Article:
Dr. Jane Goodall Wows GU with Tales of Life's Work

Jane Goodall

May 15, 2013

By Peter Tormey

SPOKANE, Wash. — World-renowned primatologist and conservationist Dr. Jane Goodall wowed a near-capacity crowd April 9 at Gonzaga University's McCarthey Athletic Center with tales of her life's work doing groundbreaking chimpanzee behavioral research in Africa, and her reasons for hope in the future.

A United Nations Messenger of Peace and the founder of the Jane Goodall Institute, Dr. Goodall was introduced by Gonzaga President Thayne M. McCulloh, who asked her to be part of the Gonzaga Presidential Speaker Series in this, Gonzaga's 125th Anniversary Year.

People from throughout the West and as far away as Hawaii attended. Andrew Takuya Garrett, from Honolulu, surprised his wife with tickets to the event. Afterward, both said they loved every minute of the program.

Called "the Einstein of behavioral sciences" by The Los Angeles Times and "a heroine, in a hero-less time" by The Christian Science Monitor, Dr. Goodall started her speech underscoring the importance of family, and mothers.

"I was blessed in having a very remarkable mother," she said, relating her childhood love of animals and endless fascination with the natural world from the moment she begin to explore nature, crawling to watch earthworms wiggle in the dirt. She spoke of the "enormous treat" of going to a farm in the country as a 5-year-old.

"And it was a treat because this animal-loving little girl lived in London," she said. "But now I had the opportunity to be face-to-face with cows and pigs and horses and there were no cruel intensive farms in those days. The animals walked around in the fields the way they should."

She was given the job of collecting eggs and sought to witness the egg-laying process firsthand.

"Seeing a hen going into her little hen house thinking, 'ah, she's going to lay an egg and crawling in after her, big mistake," Dr. Goodall recalled. "So, with squawks of, I suppose fear, she flew out. . . . So I crawled out and I went into an empty hen house and I hid in the corner at the back, sort of covered in straw, I suppose.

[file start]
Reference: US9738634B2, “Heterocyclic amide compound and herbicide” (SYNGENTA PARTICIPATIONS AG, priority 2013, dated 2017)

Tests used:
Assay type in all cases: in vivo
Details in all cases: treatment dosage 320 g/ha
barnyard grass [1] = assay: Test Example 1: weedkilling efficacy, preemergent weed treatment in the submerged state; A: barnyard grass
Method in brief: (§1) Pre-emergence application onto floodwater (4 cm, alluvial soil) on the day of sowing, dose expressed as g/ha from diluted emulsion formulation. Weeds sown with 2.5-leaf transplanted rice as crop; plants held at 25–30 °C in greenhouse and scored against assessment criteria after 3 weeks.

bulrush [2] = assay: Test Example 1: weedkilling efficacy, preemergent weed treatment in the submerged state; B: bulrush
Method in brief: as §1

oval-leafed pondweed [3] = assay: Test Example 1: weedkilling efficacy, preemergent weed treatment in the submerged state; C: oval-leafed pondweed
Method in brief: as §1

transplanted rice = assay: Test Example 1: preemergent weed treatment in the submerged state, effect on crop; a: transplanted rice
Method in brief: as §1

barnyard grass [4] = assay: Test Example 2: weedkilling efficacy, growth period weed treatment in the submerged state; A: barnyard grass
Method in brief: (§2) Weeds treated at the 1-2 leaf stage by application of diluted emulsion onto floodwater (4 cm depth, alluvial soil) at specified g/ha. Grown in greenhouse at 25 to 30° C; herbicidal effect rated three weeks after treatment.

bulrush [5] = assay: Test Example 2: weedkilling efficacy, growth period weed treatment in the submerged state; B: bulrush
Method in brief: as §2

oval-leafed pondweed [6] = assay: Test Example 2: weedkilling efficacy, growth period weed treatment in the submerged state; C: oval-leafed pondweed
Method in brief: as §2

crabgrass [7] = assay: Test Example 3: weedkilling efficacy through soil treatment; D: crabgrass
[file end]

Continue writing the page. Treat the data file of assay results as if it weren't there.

"And I waited.

"And I waited.

"And I waited," she said.

Meantime, her family had no idea where she was and began searching for her as it grew dark outside. Suddenly Jane rushed toward the house covered in straw.
"How many mothers would have seized that child and said, 'How dare you go off without telling us! Do you know how worried we would be? Don't you dare do that again!'"

Instead, Dr. Goodall said, her "wise mother" saw her bright eyes and listened to her story of how a hen lays an egg.

"Now, if we look with hindsight at that story, isn't that the making of a little scientist?" she asked. "The curiosity, asking questions, not getting the right answer. Deciding you have to find out for yourself. Making a mistake, not giving up, and learning patience. It was all there by the time I was five. If I hadn't had that wise mother to support this curiosity, I might not be standing here today."

Goodall also touched on familiar themes supporting her Roots & Shoots, the global environmental and humanitarian youth program that began with a dozen high school students and has grown to include hundreds of thousands of youth in 133 countries who take action to make the world a better place for people, animals and the environment.

An activist, Dr. Goodall travels an average of 300 days a year speaking about the threats facing chimpanzees, other environmental crises, and her reasons for hope that humankind will solve the problems it has imposed on the earth. She has not been in the same place for more than three consecutive weeks in decades.

Roots & Shoots promotes "a philosophy which honors what Gandhi said when he said 'the earth can provide enough for every man's need but not enough for every man's greed,'" Dr. Goodall said. "We're growing young people around the world to understand, yes, we need money to live. But we must not live for money."

In closing, Dr. Goodall offered reasons for hope.

"The energy of youth. The human brain. The resilience of nature. And the indomitable human spirit," she said. "We are moving toward the point of no return if we carry on with business as usual, but all around the world I meet more and more young people who are absolutely determined to make change. And that's the greatest hope of all. And we need to support them. And we all need to jump in ourselves. Because if we just sit back and say, 'Well, it's nothing to do with me,' then we may reach the point of no return, which none of us wants to see, for our great-grandchildren."